[petsc-dev] plans for testing examples?

Matthew Knepley knepley at gmail.com
Mon Sep 17 07:20:24 CDT 2012

On Sun, Sep 16, 2012 at 10:46 PM, Jed Brown <jedbrown at mcs.anl.gov> wrote:

> On Sun, Sep 16, 2012 at 10:13 PM, Barry Smith <bsmith at mcs.anl.gov> wrote:
>>    What are the various plans for running the test cases on examples?
>>     As I've said before I'd really like each example to be self-contained
>> which means its tests and its test results would all sit in the same file
>> (so, for example, the file could trivially be moved to another directory
>> location and the tests still work).  One way to do this is to have each
>> example file to have a chunk of python code after the source that ran all
>> the tests and then after that a chunk of all the outputs.   Having the test
>> cases inside the makefile (or in some directory or gasp "single location
>> specific file) and the output files in the output directory is, to me, not
>> desirable.
> It sounds like you are asking for something like Python's doctest for
> executables.
> http://docs.python.org/library/doctest.html
> If the output was feasibly short, we could build a system this way.
>>    Jed,  what is your horrible plan?
> I wrote a parser for our makefile-based tests. It currently creates files
> that describe tests like this:
> with Executable('ex15.c', libs='PETSC_TS_LIB'):
>     Test(id='1', args='-da_grid_x 20 -da_grid_y 20 -boundary 0
> -ts_max_steps 10')
>     Test(id='2', args='-da_grid_x 20 -da_grid_y 20 -boundary 0
> -ts_max_steps 10 -Jtype 2', compare='ex15_1')
>     Test(id='3', args='-da_grid_x 20 -da_grid_y 20 -boundary 1
> -ts_max_steps 10')
>     Test(id='4', np=2, args='-da_grid_x 20 -da_grid_y 20 -boundary 1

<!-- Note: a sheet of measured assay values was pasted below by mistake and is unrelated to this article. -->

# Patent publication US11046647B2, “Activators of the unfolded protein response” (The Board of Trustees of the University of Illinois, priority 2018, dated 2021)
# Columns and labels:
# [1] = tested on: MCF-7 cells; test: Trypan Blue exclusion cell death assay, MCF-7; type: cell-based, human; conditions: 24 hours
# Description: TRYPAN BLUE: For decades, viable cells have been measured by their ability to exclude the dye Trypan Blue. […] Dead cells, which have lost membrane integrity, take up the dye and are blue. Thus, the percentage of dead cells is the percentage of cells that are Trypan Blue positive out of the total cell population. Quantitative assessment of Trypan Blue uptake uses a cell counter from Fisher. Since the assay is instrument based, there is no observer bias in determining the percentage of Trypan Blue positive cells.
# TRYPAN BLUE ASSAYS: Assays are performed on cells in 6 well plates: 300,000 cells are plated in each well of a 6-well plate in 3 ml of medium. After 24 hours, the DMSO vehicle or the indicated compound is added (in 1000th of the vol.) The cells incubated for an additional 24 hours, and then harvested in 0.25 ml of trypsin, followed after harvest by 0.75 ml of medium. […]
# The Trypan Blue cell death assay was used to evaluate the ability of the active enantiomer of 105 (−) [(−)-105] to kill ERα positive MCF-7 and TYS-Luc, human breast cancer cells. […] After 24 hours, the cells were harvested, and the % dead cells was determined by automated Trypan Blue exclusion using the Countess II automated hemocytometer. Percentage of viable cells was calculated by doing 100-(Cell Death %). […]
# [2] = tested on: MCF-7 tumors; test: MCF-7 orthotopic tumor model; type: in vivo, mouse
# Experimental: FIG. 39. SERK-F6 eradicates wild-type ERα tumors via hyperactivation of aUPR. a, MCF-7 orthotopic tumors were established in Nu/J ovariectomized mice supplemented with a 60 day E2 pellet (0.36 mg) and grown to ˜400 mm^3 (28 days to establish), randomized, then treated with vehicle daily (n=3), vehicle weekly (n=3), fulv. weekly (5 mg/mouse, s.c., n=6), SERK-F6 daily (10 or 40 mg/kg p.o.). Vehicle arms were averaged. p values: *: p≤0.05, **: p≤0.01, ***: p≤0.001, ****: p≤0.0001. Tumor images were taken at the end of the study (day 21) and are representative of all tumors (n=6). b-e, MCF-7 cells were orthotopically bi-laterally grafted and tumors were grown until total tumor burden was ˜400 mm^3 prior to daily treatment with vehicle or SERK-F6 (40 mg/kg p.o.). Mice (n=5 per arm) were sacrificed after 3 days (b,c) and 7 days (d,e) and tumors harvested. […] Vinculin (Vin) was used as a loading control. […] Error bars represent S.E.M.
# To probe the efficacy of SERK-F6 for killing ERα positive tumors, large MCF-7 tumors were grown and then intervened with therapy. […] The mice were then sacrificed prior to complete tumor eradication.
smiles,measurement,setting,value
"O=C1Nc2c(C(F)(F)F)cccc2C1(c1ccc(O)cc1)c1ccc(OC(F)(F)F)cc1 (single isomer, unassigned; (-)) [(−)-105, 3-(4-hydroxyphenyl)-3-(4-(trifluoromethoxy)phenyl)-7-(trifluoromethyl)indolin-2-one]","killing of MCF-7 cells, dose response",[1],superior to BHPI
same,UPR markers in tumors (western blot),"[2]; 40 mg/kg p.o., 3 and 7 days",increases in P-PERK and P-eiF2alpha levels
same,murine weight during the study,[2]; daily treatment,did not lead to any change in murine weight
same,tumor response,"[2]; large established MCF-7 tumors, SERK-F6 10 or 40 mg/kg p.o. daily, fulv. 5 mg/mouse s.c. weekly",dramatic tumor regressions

> -ts_max_steps 10')
>     Test(id='5', args='-da_grid_x 20 -da_grid_y 20 -boundary 0
> -ts_max_steps 10 -Jtype 1', compare='ex15_1')
> I would the "id" field to use more descriptive names when appropriate so
> these numbers are just the inherited names. This snippet of Python
> registers the executable and the associated tests in a global index (will
> probably make at a sqlite database). The test result can be reported back
> to the database. I wrote most of a parallel executor with active progress
> monitoring, similar to nose-progressive, but not all the pieces are playing
> nicely together yet.
> Me eventual plan is to be able to batch up the test results, which will
> include basic timing information, and report it back to a central server so
> we can keep a log. That could be done with buildbot or Jenkins, which
> fulfill most of our needs for a "dashboard", but lack a good database query
> API.
> Test specification, which seems to be what you are most concerned with,
> could also be via "doctests". The main thing is that if you execute the
> test script, it first updates its database with all executables and tests
> in subdirectories (specified any way we like), then does whatever
> operations you ask for (building, testing, etc).
>>    Matt, what is your horrible plan?
What I currently have:

  Very much like Jed, except I use a dictionary instead of a Test() object,
which in Python is almost the same thing.
Could be converted in 10min.

What I want:

  I have no problem with regression, but I do not think it makes a
difference whether that output is in a separate file.
What I really want is unit-style tests for things. For instance, I want
norms for iterates as objects, so I can test
them with a certain relative tolerance. I want solver descriptions as
objects so I can just test for equality, etc.


>     Can we converge to something agreeable to all?
>>    Barry

What most experimenters take for granted before they begin their
experiments is infinitely more interesting than any results to which their
experiments lead.
-- Norbert Wiener
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